3 Things I Wish I’d Known Before My Medical School Interview
Medical school interviews are hard, there’s no doubt about it. Medical schools have to find a way of distinguishing who can perform under pressure, and as a result, who will make a good doctor.
However, there are numerous ways in which you can ensure that you are prepared for the interview, whatever the format may be.
As a fourth year medical student, I have been through interviews, and have also had a hand in the admissions process myself, so I’m in a good position to talk about the things I’d wish I’d known before my interviews.
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1. Know your university inside out, including the course, town and any traditions
My first medical school interview was a panel interview at St Andrews medical school. I felt reasonably confident, having had mock interviews in the weeks leading up to it, and I had done thorough research (or so I thought).
However, once it came to the interview, I realised that it wasn’t just the medicine course that they were asking about; they were also interested in finding out about why I wanted to move to the town.
St Andrews traditions such as Raisin and May Dip are key events in the university calendar, but I had not taken a holistic view of my reasons for applying there – so do your research!
2. The interview will involve some on-the spot thinking
The interview process is a way of determining who is most suitable for a medical school place. As part of this, I can almost guarantee that, regardless of interview type, there will be a station/question which will involve you having to think on your feet.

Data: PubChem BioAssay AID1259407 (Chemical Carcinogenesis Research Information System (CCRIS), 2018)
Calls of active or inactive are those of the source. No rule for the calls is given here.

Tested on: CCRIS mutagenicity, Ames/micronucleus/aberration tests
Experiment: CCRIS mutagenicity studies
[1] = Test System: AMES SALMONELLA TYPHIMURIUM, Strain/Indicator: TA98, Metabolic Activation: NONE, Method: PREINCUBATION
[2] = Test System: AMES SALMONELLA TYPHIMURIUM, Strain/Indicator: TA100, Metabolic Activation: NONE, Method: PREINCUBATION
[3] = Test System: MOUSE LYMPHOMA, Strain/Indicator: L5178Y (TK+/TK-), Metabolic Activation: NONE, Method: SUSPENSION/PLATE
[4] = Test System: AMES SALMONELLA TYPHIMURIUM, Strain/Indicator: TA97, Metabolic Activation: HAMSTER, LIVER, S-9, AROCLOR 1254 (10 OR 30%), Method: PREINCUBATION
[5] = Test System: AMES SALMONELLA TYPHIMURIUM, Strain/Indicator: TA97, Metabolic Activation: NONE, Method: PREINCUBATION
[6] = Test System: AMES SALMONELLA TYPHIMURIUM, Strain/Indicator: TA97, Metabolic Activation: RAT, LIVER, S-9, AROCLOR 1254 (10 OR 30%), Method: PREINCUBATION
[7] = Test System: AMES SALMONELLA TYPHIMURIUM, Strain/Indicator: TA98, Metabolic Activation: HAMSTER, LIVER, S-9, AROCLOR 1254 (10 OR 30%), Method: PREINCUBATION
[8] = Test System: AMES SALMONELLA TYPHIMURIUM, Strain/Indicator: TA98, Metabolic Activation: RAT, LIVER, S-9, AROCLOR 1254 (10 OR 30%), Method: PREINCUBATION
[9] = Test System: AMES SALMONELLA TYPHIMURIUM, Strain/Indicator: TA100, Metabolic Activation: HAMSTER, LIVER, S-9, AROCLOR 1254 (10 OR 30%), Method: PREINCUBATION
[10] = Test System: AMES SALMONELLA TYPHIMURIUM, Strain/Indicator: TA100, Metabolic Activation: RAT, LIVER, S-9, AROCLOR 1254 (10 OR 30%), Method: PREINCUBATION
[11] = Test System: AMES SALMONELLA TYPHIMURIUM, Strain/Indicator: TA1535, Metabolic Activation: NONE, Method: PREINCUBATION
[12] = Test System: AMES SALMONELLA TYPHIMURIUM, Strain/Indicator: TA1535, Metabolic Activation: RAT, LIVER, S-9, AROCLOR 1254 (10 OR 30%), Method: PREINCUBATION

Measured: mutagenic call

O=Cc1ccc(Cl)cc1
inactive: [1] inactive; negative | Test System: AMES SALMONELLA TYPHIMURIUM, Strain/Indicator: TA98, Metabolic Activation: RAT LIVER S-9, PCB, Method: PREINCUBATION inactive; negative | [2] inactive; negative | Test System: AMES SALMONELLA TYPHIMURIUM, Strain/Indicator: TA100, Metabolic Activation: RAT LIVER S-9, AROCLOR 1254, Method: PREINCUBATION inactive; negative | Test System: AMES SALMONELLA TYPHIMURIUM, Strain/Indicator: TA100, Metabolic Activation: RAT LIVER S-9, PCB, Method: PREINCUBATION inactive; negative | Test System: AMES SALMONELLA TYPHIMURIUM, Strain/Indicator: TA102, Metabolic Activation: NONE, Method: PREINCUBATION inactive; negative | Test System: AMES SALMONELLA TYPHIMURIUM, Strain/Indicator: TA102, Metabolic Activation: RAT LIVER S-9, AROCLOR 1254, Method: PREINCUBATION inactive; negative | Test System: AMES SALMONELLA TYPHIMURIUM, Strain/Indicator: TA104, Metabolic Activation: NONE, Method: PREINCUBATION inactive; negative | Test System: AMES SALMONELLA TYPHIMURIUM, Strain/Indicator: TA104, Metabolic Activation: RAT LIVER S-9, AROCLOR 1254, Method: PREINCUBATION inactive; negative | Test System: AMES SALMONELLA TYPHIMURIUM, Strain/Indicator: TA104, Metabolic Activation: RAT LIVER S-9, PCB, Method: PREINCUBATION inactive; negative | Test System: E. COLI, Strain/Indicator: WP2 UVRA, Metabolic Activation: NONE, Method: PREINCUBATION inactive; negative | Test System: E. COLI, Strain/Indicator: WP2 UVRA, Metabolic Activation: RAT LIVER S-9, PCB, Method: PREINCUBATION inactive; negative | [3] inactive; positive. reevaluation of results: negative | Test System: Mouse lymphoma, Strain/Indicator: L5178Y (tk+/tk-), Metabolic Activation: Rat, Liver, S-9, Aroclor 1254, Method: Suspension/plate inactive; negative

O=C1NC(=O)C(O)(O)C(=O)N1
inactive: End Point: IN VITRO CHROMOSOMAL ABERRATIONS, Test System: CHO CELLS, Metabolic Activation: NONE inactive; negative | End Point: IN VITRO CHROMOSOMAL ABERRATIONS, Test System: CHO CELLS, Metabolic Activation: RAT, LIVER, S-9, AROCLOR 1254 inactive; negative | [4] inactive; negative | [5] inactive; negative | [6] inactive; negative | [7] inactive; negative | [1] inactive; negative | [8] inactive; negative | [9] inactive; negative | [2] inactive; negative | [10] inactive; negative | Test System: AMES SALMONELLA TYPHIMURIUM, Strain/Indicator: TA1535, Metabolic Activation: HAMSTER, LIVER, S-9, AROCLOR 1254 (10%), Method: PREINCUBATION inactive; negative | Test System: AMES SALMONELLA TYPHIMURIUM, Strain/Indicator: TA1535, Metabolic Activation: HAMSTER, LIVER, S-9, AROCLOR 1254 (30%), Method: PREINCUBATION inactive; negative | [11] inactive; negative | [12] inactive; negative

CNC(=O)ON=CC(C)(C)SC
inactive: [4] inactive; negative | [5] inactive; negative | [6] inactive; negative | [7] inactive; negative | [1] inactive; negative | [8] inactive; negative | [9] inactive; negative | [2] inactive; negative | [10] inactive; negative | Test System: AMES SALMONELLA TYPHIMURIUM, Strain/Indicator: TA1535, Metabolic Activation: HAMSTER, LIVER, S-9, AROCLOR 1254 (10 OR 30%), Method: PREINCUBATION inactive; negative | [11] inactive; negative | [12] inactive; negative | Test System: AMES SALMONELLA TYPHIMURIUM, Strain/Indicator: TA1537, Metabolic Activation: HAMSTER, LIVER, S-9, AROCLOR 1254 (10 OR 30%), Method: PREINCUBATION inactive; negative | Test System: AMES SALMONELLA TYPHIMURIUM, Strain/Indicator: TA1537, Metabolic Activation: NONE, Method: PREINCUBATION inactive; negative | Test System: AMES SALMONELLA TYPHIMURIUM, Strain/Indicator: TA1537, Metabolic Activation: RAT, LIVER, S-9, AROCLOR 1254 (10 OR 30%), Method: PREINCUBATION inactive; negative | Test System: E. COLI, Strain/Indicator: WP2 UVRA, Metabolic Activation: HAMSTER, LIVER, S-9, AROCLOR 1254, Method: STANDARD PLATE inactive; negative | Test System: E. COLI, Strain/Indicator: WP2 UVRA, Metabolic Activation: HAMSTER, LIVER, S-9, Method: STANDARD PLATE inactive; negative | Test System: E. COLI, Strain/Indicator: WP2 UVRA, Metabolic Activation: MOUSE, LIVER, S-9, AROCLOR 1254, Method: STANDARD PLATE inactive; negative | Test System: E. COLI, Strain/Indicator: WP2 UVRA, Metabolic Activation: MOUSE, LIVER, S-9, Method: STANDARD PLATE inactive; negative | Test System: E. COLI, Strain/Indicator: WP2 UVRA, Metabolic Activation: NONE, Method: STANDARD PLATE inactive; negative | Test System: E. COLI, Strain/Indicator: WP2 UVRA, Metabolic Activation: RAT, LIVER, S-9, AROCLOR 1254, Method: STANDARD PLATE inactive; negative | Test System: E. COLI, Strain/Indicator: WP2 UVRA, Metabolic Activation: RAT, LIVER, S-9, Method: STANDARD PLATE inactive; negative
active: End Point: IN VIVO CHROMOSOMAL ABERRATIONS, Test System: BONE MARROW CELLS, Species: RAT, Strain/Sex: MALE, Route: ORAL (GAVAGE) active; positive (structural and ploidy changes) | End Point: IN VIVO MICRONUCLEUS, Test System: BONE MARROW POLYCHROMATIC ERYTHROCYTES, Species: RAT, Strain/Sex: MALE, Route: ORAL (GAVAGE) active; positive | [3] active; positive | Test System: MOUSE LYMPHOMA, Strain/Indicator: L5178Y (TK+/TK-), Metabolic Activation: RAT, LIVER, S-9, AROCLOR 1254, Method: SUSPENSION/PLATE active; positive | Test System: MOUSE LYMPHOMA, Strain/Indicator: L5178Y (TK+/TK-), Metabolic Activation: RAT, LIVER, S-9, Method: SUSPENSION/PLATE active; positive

The key thing here is not necessarily whether you produce an answer that the interviewers will want to hear; they just want to see that you can put a suitable argument forward. The kind of scenarios that you will be given involve the following:
Panel: You may be given an article on an ethical topic and then asked, “What is your opinion on…”
Multiple Mini Interview (MMI): previous applicants have been given a puzzle which has been difficult to solve, then asked how they respond to failure
Group task: as a group, you are given a clinical condition (for example, diabetes), then asked to discuss the specifics of the condition.
Practice thinking on your feet by practising giving interview answers to family and friends!
3. Universities don’t want well-rehearsed answers to questions
This point is really important! It’s absolutely key that you’ve done your research into each of the medical schools you’ve applied for, but DON’T try to remember paragraphs of replies to certain questions!
I fell into this trap and it is immediately clear to the interviewers that you are adept at revising answers, but this is not what they’re looking for. They want a genuine, motivated, enthusiastic individual to join their medical school, not some robot.